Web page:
A finished catalyst was prepared by using the same commercial cordierite carrier as in Example 1.

Cerium nitrate (194.0 g), 33.4 g of zirconyl nitrate and 58.4 g of ferric nitrate were dissolved in 450 g of pure water. The aqueous solution was fully mixed with 500 g of active alumina. The mixture was dried at 130 C. for 3 hours, and calcined at 600 C. for 2 hours. The resulting alumina containing Ce, Zr and Fe was mixed with an aqueous medium to form a slurry. The honeycomb carrier was immersed for 1 minute in the slurry and then withdrawn from it. The excess of the slurry in the cells was blown off with compressed air. Then, the treated carrier was dried at 130 C. for 3 hours and calcined at 700 C. for 1 hour.

The resulting alumina-coated carrier containing Ce, Zr and Fe was immersed in an aqueous solution of palladium chloride, dried at 130 C. for 3 hours, and calcined at 500 C. for 2 hours. Then the calcined product was immersed in an aqueous solution of rhodium chloride, dried at 130 C. for 3 hours and calcined at 500 C. for 2 hours.

The finished catalyst was found to have deposited therein per liter 130 g of Al2 O3, 20 g of CeO2, 4 g of ZrO2, 3 g of Fe2 O3, 1.364 g of Pd and 0.136 g of Rh.

COMPARATIVE EXAMPLES 3 TO 5

Finished catalysts were prepared by the same technique as in Comparative Example 2 except that the compositions of the catalysts were changed as shown in Table 3.

              TABLE 3______________________________________Amount deposited per liter of thefinished catalyst (g/liter)Com-parativeExample  Al2 O3          CeO2                  ZrO2                        Fe2 O3                              Others                                    Pd   Rh______________________________________1      130     11      5     2     --    1.364                                         0.1362      130     20      4     3     --    1.364                                         0.1363      130     11      --    2     --    1.364                                         0.1364      130     11      6     --    --    1.364                                         0.1365      120     10      --    --    Nd2 O3                                    1.364                                         0.136                              (10)______________________________________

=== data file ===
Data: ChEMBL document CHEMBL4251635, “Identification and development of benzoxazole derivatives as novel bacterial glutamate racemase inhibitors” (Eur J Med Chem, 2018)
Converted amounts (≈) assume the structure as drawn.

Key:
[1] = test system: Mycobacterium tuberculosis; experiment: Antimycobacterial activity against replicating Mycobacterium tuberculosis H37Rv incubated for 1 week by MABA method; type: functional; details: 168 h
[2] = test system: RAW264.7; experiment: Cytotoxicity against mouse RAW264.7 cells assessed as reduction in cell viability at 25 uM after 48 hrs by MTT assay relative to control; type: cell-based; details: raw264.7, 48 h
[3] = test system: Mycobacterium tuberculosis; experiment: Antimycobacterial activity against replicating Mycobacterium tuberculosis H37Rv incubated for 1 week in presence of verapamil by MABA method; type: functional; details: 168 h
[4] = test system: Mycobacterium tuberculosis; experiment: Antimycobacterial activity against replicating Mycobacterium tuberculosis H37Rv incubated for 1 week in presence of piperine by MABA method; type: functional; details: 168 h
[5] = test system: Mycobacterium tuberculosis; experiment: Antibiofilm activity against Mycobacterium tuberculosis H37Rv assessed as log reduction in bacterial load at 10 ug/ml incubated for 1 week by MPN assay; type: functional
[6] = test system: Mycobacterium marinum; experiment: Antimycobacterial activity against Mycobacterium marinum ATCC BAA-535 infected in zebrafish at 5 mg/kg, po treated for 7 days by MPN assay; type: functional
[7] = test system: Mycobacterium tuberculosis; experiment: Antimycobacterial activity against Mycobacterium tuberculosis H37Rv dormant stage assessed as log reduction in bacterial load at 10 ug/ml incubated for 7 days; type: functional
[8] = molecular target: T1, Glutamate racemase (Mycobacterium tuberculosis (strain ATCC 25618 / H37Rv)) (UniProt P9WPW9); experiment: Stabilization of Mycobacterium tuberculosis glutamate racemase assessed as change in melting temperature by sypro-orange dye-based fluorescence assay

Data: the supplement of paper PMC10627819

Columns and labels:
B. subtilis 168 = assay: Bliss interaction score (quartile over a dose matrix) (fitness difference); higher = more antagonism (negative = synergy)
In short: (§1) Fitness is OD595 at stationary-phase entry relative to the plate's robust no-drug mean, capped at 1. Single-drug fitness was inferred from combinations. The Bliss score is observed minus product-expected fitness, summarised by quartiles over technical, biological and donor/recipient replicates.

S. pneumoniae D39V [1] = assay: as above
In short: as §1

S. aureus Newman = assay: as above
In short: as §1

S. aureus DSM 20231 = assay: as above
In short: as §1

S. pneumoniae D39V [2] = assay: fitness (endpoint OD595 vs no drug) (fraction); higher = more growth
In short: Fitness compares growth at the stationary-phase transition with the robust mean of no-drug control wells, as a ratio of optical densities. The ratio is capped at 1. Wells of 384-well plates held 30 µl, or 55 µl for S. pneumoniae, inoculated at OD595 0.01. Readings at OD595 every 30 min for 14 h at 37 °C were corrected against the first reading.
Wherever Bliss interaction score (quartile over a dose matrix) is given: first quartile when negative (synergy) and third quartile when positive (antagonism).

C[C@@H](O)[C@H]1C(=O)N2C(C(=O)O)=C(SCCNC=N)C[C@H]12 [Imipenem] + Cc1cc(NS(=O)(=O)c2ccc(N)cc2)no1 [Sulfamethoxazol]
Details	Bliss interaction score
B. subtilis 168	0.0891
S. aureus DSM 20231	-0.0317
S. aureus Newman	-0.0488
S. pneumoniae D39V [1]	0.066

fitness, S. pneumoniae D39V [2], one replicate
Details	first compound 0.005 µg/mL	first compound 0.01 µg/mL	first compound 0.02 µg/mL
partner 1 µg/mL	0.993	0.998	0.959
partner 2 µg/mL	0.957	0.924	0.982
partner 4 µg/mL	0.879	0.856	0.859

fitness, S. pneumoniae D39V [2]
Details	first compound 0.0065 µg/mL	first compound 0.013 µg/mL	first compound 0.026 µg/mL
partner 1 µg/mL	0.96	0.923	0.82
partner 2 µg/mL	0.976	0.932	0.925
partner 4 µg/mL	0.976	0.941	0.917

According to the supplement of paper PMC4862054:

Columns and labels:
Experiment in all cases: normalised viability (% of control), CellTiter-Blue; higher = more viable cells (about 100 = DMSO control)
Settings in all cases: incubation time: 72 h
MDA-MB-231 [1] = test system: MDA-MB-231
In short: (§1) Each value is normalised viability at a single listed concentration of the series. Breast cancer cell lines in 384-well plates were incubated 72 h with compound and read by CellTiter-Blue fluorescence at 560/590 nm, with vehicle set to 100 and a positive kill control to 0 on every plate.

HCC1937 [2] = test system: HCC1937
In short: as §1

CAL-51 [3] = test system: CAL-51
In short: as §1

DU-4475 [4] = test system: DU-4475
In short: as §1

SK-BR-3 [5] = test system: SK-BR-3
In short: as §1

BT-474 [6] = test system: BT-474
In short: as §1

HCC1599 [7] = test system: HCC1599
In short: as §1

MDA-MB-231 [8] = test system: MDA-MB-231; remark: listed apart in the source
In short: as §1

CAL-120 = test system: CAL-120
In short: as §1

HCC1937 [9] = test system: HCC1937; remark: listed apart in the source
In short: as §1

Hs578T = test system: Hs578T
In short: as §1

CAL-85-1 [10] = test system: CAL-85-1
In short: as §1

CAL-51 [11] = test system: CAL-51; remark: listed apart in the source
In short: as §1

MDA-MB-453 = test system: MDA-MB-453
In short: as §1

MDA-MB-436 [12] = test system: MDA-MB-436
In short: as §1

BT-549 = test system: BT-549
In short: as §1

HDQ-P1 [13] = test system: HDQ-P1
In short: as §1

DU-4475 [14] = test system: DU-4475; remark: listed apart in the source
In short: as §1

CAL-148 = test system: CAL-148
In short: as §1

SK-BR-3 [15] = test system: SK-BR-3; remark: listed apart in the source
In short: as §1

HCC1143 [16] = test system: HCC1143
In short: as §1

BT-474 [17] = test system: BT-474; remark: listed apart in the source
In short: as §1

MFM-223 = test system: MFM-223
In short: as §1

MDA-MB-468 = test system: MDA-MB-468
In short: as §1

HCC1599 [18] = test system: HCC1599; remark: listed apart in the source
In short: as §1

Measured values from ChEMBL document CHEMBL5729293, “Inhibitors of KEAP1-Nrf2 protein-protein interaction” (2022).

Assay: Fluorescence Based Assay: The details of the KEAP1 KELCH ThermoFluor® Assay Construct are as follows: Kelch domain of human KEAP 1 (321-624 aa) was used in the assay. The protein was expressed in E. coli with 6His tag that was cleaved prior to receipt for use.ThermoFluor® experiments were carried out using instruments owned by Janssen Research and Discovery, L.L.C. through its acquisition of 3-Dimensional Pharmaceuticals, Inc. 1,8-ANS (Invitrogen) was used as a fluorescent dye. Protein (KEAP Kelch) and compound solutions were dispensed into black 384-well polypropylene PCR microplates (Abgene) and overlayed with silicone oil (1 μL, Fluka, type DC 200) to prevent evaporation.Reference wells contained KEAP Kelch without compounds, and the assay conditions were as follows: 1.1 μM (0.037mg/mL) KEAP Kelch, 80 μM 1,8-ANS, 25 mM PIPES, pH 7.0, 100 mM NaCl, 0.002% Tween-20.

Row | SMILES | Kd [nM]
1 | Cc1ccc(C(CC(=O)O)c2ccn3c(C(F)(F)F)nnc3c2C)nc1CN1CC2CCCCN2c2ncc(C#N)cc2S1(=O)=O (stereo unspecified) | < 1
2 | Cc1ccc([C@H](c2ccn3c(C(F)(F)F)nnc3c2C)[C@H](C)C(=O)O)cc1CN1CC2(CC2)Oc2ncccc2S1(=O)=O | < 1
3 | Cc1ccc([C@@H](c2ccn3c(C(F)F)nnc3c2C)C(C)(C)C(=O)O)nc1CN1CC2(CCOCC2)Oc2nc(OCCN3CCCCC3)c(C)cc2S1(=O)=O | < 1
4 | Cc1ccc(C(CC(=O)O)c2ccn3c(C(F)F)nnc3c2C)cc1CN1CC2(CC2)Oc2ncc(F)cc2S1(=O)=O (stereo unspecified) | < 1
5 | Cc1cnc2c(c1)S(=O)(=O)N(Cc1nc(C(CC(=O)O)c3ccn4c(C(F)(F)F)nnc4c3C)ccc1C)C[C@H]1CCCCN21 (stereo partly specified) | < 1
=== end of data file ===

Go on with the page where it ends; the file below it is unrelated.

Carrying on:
COMPARATIVE EXAMPLE 6

A finished catalyst was prepared by the same technique as in Comparative Example 1 except that the composition of the catalyst was changed as shown in Table 4.

              TABLE 4______________________________________Amount deposited per liter of thefinished catalyst (g/liter)Al2 O3   CeO2 ZrO2                     Fe2 O3                             Pt   Rh______________________________________100     4         5       4       1.364                                  0.136______________________________________
EXAMPLE 17

In order to evaluate the high temperature durability of the finished catalysts obtained in Examples 1 to 16 and Comparative Examples 1 to 6, following durability test was carried out and then the activities of the catalysts in the three-way reaction were examined.

A commercial electronically controlled engine (8-cylinder, 4400 cc) was operated cyclically with one cycle consisting of 60 second normal operation (rotating speed 3000 rpm) and 7 second decelerated operation (the minimum rotating speed 1800 rpm; during deceleration, the fuel was cut and the engine was exposed to a large excess of an oxygen atmosphere). At an inlet temperature of 810 C. and an SV of 350,000 hr-1, each of the catalysts filled in a multiconverter set in the engine was aged for 50 hours.